In less than 50 years, ocean life as we know it could be completely done for. This not only means dead oceans, but a dead ecosystem, and mass deaths of all who depend on it. That means us. Does this sound far flung? So does the idea that vertebrate life in the oceans has decreased more than half in the past 40 years, but those are the statistics released by the World Wildlife Foundation's 2014 Living Planet Index. In 1990, governments began to meet and discuss what we can do to reduce carbon emissions and avoid global warming.
According to information provided in a Drop in The Ocean, there are now 61% more carbon emission in the air than there were back then. What does it all mean, and what can we do now to improve things for ourselves and generations to come? These are the questions examined in this film.
As the film points out, many modern luxuries like global travel and the production of technology contribute to global warming. Should we give these up, or are there smarter approaches to take towards reducing carbon emissions? What might those approaches be, and how can governments get on board, inevitably leading countries full of citizens who have already expressed interests in these sorts of activities on the same path? The answers exist, at least partially, in the form of major institutions such as hospitals that use immense amounts of energy, and small towns where community run wind industries can offer real solutions to those who would opt for natural energy alternatives but simply can't afford them at the going rate.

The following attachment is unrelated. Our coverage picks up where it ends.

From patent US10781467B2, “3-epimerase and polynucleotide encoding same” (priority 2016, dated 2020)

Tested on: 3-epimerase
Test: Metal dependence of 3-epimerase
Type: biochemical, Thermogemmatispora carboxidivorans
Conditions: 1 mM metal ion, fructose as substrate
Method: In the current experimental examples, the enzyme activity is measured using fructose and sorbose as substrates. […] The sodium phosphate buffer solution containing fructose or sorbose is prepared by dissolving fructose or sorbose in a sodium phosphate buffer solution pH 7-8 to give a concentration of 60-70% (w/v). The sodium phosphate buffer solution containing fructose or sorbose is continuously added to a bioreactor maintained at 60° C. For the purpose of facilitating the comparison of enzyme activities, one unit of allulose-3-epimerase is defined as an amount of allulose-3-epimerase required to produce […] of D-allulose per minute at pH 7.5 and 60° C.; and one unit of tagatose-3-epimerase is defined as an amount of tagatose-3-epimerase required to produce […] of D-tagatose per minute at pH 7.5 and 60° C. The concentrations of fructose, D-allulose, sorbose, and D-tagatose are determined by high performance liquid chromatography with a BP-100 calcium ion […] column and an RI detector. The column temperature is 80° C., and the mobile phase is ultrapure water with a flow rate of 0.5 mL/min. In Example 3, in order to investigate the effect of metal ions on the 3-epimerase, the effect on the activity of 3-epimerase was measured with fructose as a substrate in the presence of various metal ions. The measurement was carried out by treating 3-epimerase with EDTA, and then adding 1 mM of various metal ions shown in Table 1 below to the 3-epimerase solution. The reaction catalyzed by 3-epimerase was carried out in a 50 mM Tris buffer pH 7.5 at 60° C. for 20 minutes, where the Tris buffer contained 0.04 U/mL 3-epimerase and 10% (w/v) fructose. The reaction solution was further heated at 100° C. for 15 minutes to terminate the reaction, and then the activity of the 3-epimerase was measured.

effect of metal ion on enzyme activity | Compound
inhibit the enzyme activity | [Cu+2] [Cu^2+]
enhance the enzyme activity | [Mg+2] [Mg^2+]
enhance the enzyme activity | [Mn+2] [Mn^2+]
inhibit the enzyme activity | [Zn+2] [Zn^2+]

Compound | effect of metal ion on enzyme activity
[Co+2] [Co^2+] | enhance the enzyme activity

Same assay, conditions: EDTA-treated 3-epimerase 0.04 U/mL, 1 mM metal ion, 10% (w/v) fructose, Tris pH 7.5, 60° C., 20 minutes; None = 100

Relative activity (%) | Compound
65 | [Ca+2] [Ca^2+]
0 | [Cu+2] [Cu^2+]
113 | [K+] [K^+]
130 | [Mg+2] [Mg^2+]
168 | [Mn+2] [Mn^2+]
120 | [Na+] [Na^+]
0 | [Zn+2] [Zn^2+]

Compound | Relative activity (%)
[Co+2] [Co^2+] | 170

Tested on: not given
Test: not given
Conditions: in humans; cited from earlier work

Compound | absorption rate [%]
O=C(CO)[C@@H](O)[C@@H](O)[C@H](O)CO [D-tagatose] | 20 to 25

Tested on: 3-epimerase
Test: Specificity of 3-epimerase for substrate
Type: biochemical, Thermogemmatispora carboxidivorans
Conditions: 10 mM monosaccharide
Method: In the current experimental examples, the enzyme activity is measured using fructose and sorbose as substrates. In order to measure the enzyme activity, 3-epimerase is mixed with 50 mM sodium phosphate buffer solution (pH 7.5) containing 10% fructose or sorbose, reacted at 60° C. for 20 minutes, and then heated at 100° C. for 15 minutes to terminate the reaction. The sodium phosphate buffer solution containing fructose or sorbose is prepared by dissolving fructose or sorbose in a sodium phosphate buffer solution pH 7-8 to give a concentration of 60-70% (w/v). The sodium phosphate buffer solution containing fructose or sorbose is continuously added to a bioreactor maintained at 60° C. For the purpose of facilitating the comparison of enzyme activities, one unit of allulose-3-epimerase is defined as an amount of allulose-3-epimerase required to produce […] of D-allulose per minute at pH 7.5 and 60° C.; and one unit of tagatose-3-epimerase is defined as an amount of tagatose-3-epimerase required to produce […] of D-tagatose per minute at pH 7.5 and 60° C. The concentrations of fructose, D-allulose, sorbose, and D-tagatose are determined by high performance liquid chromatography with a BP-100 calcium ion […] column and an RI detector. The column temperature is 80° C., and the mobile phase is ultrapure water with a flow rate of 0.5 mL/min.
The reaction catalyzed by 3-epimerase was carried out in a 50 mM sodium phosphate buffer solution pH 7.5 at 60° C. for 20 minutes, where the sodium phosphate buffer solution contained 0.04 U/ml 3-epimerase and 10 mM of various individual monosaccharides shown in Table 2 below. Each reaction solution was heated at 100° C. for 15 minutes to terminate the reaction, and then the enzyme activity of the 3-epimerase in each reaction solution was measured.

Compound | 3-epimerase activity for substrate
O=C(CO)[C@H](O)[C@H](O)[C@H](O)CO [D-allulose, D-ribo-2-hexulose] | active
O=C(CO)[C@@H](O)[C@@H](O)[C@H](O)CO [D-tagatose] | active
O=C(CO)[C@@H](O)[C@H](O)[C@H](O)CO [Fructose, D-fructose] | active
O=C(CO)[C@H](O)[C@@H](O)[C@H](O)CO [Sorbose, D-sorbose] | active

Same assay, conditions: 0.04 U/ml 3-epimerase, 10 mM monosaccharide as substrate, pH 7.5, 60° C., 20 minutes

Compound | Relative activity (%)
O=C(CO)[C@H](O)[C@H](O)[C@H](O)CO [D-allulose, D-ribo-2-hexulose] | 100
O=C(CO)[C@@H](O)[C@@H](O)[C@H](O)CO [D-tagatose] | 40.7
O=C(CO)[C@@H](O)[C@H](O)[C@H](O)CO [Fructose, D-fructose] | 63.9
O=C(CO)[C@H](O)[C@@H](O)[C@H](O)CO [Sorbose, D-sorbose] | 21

There is as much scientific evidence behind the dangers of climate change as there is behind the link between smoking cigarettes and cancer. While authority figures can deny climate change all together, or at least put off any direct action to improve things until it serves them some sort of direct benefit, the reason most everyday people donќt carry climate change issues at the forefront of their minds is quite different. Think about it, how often are we affected by what happens in the natural world, and to what extent?
Ireland being close to, and in some places, (including its ports) at sea level means that it is at a particular risk, but it is not the only place. Factual information being relayed to everyday people and direct action from our governments can change things. Those who stand to benefit from a system that means financial gain for the few at the cost of dangerous climate change and rising oceans for all of us have different priorities than the great many of us. Whatever end of the spectrum you fall on, this is a film worth watching, and a conversation worth engaging in.